At the end of July the Government`s Communities Secretary, Sajid Javed, unveiled plans to outlaw the sale of new homes on a leasehold basis. Ground rents on new flats would also be reduced to “peppercorn” rates in the plans.
Builders of new homes sold on this basis face legal claims amounting to millions of pounds from buyers who have been tied in to leases with spiralling ground rent charges. These leases can include increasingly onerous financial costs where annual ground rents can double every ten years. This could mean that anyone buying a property with an annual ground rent of £250 included in the lease would be faced with a yearly payment of £8000 after 50 years. Owners of such properties can find it increasingly difficult to re-mortgage their home, and even selling it on becomes a problem once prospective buyers, become aware of the additional yearly cost of ground rent.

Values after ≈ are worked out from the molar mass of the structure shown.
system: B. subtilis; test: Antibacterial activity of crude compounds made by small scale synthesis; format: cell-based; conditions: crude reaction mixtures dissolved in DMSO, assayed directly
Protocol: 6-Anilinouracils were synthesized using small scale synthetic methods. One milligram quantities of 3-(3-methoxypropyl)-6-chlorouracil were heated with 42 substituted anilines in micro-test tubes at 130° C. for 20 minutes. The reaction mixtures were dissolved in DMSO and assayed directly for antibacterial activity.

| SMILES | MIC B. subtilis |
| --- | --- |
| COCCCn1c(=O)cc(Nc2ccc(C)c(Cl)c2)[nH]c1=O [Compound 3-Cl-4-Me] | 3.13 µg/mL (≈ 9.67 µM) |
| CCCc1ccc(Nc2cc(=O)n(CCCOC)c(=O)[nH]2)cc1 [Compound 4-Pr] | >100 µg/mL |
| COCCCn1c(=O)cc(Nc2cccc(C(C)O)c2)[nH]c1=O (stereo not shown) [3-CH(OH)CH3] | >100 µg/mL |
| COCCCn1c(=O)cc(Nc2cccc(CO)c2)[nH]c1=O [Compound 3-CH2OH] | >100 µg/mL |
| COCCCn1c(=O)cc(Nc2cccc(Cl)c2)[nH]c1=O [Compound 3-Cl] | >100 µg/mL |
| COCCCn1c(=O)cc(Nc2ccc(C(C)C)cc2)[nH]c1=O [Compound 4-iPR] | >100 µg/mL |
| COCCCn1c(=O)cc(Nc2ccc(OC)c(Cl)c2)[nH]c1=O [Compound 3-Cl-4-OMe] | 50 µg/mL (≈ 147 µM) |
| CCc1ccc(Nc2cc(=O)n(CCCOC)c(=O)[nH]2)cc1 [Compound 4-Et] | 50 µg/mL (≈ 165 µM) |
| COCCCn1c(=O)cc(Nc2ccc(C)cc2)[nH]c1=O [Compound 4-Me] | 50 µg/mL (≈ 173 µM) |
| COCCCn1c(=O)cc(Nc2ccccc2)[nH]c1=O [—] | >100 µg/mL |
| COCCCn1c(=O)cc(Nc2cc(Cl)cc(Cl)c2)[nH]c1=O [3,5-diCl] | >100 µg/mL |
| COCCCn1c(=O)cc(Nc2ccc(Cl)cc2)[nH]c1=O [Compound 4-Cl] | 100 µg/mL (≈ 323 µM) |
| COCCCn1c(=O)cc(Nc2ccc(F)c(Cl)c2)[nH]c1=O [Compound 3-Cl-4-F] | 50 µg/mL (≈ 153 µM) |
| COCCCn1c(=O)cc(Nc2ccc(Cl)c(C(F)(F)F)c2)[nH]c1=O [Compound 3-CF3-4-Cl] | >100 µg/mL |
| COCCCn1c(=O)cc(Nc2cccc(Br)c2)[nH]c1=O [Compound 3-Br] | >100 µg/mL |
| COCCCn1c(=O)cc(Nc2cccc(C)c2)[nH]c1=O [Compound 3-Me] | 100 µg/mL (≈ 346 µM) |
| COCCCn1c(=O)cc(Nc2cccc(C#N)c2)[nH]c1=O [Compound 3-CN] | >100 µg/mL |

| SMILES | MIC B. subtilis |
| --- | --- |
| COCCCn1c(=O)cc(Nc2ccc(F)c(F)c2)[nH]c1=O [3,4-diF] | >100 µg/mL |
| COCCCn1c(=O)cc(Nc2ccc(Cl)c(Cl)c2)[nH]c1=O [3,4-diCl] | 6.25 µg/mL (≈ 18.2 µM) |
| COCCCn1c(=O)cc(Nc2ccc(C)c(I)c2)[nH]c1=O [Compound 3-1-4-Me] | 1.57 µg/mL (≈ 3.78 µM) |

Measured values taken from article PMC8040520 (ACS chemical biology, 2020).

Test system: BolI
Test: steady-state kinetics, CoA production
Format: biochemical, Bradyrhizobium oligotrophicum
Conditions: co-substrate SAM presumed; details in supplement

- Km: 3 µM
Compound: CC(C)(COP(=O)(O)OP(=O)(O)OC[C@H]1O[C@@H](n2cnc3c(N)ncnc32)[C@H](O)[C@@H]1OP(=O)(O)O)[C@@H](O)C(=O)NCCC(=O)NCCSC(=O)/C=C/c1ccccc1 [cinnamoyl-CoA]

There are legal steps an owner can take to buy the freehold of their property, but these are often complicated and can be made worse if the freehold has been sold on by the builder to a third party. Further information is available on the Government website: https://www.gov.uk/leasehold-property/buying-the-freehold
Mr Javid`s new regulations may come into effect as early as the Autumn, but this will be of little comfort to the estimated 100,000 current owners of properties with escalating ground rents. Selling houses with this type of lease has become known as `the PPI of the house building industry`, and with these properties estimated to bring in £300 million to £500 million per year to developers and builders they are unlikely to give in to the government without a fight.